By K.L. Riley
The holiday season, for wine enthusiasts, is a time for drinking a lot of wine. Some of the wines we drink are a little cheaper due to the lack of family/friends that will appreciate a good bottle, but there is always that one day that we go absolutely nuts and pull out that one bottle that we have been saving for this exact moment. I was fortunate to be at the residence of a close friend with an amazing cellar for most of the Christmas season this year and I’m still in shock. There were two bottles in particular that I want to share with you because I believe that these are wines that we are required to drink as wine enthusiast and these bottles fit that description.
Bryant Family Winery is an extreme cult wine located in the heart of Napa Valley overlooking Lake Hennessey on Sage Canyon Road in Saint Helena, California. With its first successful release in 1992, Bryant Family wines have scored a string of high ratings through the 1990′s with the help of winemaker Helen Turley, including a perfect Robert Parker score in the 1997 vintage. Allocation of Bryant Family wines are extremely limited ( about 1,000 case or less per year ) and unless you are lucky enough to be able to afford the hefty price tag in restaurants you will have to join the wait list or search auctions for a bottle. We opened the 1995 vintage and the first thing that caught my attention was the dark purple color with almost no color variations. Though I have never drank the 1996 wine enthusiasts say that this vintage is cut from the same mold as the profound 1996. The amount of fruit in this wine was astonishing and the bouquet filled the nose with blueberries, raspberries, and cassis. There was also a more exotic side to the bouquet as the wine began to open up. The jammy fruit nose took a backseat to earth, minerals, black pepper, violets and lavender. The palette was almost indescribable and it mimicked the progression of the bouquet very intently. It also opened with jammy fruits but after a short period it turned to intense earth and minerals but the tannins are what differentiates Bryant Family from any other Napa Valley Cabernet, they are subtle yet intrusive, prominent, old world, and delicate. In my restaurant the 1995 Bryant Family Cabernet sells for about $1,950.00a bottle but I have seen them on EBay and at auctions for a low as $500.00. The experience is worth ever penny.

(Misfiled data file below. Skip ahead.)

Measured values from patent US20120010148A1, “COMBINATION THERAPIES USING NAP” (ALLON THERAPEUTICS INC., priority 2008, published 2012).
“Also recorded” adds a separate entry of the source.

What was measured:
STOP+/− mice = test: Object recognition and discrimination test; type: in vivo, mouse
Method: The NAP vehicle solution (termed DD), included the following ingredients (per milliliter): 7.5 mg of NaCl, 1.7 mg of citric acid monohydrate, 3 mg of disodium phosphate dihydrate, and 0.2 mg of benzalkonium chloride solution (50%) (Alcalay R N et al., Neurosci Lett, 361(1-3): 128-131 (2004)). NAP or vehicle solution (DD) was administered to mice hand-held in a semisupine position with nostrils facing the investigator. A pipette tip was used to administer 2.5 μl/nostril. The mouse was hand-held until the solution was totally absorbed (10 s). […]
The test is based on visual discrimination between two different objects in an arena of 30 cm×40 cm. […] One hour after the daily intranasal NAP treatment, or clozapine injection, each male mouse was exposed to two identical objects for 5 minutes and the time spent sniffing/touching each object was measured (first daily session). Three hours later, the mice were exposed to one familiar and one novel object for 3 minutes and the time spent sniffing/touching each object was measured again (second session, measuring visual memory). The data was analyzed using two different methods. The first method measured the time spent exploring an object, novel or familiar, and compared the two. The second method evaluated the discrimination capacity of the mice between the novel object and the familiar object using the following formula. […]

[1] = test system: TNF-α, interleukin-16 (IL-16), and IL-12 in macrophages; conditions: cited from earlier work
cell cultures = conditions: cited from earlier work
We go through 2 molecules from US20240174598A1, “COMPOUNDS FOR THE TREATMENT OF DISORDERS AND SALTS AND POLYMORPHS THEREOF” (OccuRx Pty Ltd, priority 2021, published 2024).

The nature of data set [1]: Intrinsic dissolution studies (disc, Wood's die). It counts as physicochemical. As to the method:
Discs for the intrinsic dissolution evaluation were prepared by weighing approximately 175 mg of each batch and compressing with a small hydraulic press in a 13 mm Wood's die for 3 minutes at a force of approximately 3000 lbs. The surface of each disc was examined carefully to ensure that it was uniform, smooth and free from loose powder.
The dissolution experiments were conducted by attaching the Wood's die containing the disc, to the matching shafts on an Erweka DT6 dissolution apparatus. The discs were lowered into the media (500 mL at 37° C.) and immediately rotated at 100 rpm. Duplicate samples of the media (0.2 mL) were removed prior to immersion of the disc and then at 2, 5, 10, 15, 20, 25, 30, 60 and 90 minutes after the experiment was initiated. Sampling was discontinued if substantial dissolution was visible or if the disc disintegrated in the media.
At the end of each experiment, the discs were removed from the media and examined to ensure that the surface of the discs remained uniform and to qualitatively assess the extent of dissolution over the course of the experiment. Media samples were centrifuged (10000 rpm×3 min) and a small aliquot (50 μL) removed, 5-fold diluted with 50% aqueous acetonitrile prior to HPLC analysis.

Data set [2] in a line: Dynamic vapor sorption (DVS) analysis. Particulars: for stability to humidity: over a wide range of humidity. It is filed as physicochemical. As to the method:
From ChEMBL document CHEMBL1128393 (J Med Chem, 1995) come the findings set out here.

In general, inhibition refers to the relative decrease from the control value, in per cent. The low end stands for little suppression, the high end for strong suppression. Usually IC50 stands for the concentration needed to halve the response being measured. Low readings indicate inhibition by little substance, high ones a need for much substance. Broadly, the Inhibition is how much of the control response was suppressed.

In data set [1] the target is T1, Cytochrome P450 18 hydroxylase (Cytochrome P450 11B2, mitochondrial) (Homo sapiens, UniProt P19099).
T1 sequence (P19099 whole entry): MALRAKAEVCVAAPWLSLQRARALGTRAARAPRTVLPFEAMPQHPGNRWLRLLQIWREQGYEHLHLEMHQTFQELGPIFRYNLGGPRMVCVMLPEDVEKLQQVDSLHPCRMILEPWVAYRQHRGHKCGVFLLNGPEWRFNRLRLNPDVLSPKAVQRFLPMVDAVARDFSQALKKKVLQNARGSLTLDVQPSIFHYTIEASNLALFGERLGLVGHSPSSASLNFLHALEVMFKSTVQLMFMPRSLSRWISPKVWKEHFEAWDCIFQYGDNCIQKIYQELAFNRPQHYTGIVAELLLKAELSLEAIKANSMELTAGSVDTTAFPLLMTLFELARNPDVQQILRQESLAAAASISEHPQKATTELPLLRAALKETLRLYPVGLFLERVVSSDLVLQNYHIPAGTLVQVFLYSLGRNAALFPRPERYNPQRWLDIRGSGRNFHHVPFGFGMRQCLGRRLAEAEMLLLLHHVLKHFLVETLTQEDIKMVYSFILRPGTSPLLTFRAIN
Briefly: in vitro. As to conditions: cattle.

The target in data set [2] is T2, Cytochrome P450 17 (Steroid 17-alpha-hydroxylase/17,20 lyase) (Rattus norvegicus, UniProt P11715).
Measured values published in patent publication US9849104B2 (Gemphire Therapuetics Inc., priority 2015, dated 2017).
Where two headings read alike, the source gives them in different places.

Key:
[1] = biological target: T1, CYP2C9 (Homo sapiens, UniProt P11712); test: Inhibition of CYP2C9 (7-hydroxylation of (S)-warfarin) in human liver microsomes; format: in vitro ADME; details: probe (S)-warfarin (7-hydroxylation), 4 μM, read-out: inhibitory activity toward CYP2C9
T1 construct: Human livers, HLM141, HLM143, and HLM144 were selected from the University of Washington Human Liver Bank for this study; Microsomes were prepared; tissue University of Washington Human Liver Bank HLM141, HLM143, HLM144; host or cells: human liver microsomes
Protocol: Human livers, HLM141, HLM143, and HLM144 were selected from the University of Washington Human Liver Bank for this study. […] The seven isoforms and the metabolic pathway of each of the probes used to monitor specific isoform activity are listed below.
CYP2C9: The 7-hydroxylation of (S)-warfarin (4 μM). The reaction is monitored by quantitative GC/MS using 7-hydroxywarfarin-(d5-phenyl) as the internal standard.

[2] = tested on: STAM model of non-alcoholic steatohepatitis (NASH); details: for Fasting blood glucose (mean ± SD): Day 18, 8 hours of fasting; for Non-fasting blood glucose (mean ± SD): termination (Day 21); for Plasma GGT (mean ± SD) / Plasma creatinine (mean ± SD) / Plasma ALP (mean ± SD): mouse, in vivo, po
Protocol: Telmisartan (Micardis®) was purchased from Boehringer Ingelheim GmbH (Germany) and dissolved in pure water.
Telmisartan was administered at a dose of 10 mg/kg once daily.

Everyone knows about wines from Bordeaux especially the famous 1982 vintage which was a 100 point year so you could only imagine the look on my face when the 1982 Mouton Rothschild was pulled from the cellar. I am still surprised at how many of these bottles I see everywhere given the notoriety of this wine. Drinking this wine was a history lesson in wine making and an experience that I will never forget.
The wine has a dense and deep color with garnet highlights and a rich, complex nose combining super-ripe black fruit, blackcurrant, bilberry and liquorice with toasted, roasted notes of gingerbread, caramel, mocha and candied peel. Soft and succulent on the palate, at once round and firm, it reveals an elegant structure of velvet tannins integrated into a body bursting with flavor in which black fruit, spice, vanilla, cinnamon, pepper, cherry pit, blackcurrant liqueur, chocolate and toast mingle with great charm.
Sheer class, power, nobility and balance make this exceptional vintage one of the greatest of the great and in my opinion this wine still has some time left in the cellar before it peaks. If you’re in the market for a bottle of 1982 Mouton, it shouldn’t be too hard to track one down. In comparing the volume of all other 1982 Bordeaux wines sold at auctions this year, Mouton is at the top of the list. In this past year, a whopping 1,838 bottles traded hands. Even if you took away the 600-bottle super lot, it would still be the 2008 volume leader over Cheval-Blanc, by almost 500 bottles!
Wine quote of the week; “Wine is the healthiest and most health-giving of drinks.”